When multiple myeloma is diagnosed, it is the doctor who decides with the patient what treatment is best for the specific case. The decision is not easy, and treatment may be different for each individual.
It is not always necessary to start treatment when multiple myeloma is diagnosed. The decision about whether to start treatment immediately depends on the results of your bone marrow examination, imaging tests and blood tests, as well as whether at least one of the so-called CRAB criteria is met.
The CRAB criteria are generally met if multiple myeloma is already causing symptoms. If this is the case, the doctor will begin treatment immediately.
High-dose chemotherapy and autologous stem cell transplantation
A long period of remission from multiple myeloma can be achieved by using high-dose chemotherapy, followed by an autologous stem cell transplant. The goal of such therapy is to destroy as many myeloma cells as possible. Because chemotherapy also affects healthy bone marrow cells, the patient will subsequently receive an infusion of healthy cells that will have been taken from his or her own blood on a previous occasion. This process is called autologous stem cell transplantation.
However, this type of treatment is best suited for younger, fitter patients up to the age of about 65-70, because they often tolerate side effects better than older patients. For this reason, high-dose chemotherapy followed by stem cell transplantation is often not an option in older or less fit patients.
When high-dose chemotherapy followed by stem cell transplantation is not possible, other medications are currently available.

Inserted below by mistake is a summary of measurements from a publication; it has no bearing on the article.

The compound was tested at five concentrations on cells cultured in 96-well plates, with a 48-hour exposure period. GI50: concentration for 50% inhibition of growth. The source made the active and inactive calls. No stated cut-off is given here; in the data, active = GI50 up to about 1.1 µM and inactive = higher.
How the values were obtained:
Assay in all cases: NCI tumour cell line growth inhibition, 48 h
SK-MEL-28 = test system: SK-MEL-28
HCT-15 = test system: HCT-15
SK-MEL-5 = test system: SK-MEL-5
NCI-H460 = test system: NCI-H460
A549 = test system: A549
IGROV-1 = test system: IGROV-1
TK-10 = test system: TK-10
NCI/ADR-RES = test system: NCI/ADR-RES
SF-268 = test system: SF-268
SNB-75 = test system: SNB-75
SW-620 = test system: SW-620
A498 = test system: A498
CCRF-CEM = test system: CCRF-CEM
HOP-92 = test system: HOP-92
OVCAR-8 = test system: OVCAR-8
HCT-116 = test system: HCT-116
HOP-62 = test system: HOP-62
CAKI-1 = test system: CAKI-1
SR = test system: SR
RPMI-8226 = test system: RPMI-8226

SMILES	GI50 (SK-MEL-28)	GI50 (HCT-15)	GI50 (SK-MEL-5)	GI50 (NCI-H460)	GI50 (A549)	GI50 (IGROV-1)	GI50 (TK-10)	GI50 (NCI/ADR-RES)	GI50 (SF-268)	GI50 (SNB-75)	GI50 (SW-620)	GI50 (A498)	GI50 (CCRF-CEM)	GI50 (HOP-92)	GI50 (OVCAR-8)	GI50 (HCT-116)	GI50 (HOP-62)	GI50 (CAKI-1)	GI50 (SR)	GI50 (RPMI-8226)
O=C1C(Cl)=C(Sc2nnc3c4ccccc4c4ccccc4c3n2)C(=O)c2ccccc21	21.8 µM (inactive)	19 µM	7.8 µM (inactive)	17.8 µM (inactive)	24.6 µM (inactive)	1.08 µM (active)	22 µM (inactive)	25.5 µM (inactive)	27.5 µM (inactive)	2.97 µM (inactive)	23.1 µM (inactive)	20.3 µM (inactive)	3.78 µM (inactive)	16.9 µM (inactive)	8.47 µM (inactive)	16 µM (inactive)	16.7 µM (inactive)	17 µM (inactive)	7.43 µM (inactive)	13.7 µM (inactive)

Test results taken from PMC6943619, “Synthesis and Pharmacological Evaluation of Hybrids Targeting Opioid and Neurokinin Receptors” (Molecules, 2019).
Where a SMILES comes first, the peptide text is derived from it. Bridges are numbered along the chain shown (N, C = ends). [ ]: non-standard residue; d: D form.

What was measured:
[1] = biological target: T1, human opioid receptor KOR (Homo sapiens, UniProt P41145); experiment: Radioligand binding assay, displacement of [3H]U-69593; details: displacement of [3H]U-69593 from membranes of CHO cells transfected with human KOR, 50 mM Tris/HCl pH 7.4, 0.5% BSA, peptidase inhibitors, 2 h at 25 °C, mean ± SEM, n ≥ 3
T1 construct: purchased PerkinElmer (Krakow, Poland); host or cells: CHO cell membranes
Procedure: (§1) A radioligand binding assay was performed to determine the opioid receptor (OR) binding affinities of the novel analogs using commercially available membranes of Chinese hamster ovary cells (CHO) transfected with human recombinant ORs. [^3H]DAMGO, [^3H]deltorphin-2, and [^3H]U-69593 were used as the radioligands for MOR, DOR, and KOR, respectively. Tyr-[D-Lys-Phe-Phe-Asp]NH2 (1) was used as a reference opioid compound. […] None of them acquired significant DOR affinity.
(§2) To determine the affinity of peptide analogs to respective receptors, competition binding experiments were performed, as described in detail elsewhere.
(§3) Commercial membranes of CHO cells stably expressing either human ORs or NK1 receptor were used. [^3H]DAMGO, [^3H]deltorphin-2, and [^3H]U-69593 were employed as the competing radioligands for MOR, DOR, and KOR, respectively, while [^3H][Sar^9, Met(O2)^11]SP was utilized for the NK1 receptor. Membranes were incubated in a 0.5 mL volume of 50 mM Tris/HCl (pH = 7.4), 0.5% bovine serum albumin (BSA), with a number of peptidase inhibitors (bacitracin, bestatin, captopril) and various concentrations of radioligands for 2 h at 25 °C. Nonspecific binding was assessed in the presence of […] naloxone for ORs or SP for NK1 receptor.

Alternative therapeutic measures
In recent years, tremendous progress has been made in the treatment of multiple myeloma.
As a result of intensive research, more than twice the number of drugs are now available than 10 years ago, and more are in development. This has significantly improved the outlook and quality of life for those affected.
The drugs mainly used are corticosteroids, immunomodulators (lenalidomide, thalidomide, pomalidomide), proteasome inhibitors (bortezomib and analogs), monoclonal antibodies (daratumumab and elotuzumab).
Supportive therapies for multiple myeloma
Moreover, support therapies are fundamental in the treatment of multiple myeloma, useful, regardless of the treatment of the disease, to improve the quality of life, often severely compromised since the diagnosis.
If the side effect is mild, the doctor may recommend to increase hydration or prescribe steroids.
the doctor will avoid giving drugs that are toxic to the kidney, treat hypercalcemia, and in some cases may indicate dialysis to help the kidneys function better
in case of pain the doctor may prescribe the use of drugs that can relieve this symptom, there are many types and very effective
Some drugs used to treat myeloma may cause symptoms such as altered sensitivity, pain, weakness, numbness in the hands and feet, the doctor has now many drugs available to alleviate these problems
sometimes uric acid increases, in these cases specific drugs are administered to reduce its formation in the body and therefore the concentration in the blood, avoiding the onset of further problems such as kidneys
To treat bone disease, your doctor may prescribe bisphosphonates, such as zoledronic acid. Bisphosphonates counteract the loss of bone density.
To increase the number of red blood cells, your doctor may prescribe the hormone darbepoetin alfa or recombinant erythropoietin (EPO). Both are artificially produced human erythropoietins that stimulate red blood cell production.
If the concentration of white blood cells, called neutrophil granulocytes, becomes excessively low, the patient may be treated with a stimulating factor, granulocyte colony-stimulating factor (G-CSF). A low concentration of neutrophil granulocytes weakens the immune system. G-CSF stimulates the regeneration of neutrophil granulocytes.
Multiple myeloma and related treatments may increase your chances of getting an infection. Therefore, at the first sign of infection, your doctor may prescribe antibiotics.
Motor rehabilitation and psychological support are also important.
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